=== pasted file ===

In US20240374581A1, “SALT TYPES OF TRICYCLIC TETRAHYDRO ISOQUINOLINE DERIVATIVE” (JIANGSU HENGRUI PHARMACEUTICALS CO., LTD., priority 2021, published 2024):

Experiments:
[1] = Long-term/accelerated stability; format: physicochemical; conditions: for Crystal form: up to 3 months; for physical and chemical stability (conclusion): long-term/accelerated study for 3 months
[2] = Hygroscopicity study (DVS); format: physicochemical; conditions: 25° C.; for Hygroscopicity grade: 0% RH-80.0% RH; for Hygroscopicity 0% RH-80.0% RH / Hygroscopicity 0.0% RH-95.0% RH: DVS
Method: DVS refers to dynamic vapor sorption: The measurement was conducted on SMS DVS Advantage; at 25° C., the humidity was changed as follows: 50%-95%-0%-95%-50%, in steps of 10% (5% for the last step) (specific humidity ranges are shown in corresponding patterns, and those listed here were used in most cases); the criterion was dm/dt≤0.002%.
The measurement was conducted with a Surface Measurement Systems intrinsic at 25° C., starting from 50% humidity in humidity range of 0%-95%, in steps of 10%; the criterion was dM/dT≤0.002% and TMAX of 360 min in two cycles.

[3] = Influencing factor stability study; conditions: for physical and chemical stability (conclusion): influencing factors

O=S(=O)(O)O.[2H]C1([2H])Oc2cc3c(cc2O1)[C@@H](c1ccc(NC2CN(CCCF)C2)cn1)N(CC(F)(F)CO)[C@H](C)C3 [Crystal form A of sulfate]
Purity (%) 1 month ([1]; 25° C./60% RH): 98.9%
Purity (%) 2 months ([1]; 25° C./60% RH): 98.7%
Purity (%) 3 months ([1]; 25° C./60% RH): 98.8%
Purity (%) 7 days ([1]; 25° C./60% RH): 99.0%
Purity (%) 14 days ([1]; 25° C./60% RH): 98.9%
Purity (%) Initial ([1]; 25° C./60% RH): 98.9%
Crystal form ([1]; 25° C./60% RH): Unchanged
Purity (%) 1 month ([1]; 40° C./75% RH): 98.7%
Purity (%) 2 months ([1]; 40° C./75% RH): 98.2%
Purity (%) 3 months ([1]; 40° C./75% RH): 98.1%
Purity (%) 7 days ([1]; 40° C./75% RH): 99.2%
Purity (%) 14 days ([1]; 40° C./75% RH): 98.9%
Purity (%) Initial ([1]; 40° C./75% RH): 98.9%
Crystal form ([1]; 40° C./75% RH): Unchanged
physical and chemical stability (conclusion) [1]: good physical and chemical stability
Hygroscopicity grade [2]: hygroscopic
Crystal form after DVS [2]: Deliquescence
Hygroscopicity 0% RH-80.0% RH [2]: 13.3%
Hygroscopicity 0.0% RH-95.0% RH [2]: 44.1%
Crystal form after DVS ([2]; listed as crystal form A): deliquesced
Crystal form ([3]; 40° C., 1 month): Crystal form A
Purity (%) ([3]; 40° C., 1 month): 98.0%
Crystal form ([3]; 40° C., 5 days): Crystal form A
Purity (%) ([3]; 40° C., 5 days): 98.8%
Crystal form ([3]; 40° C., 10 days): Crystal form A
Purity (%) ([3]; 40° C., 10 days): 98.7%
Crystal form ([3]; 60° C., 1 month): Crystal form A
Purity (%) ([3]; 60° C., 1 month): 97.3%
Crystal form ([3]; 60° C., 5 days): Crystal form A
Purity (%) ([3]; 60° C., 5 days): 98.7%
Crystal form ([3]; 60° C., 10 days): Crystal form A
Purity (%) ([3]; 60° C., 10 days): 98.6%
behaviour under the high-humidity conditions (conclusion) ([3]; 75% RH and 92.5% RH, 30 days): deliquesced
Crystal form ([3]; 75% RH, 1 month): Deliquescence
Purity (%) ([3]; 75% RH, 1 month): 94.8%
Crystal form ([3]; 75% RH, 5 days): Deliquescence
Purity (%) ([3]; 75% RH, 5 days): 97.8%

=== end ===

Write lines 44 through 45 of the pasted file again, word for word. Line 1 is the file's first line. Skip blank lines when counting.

Crystal form ([3]; 75% RH, 5 days): Deliquescence
Purity (%) ([3]; 75% RH, 5 days): 97.8%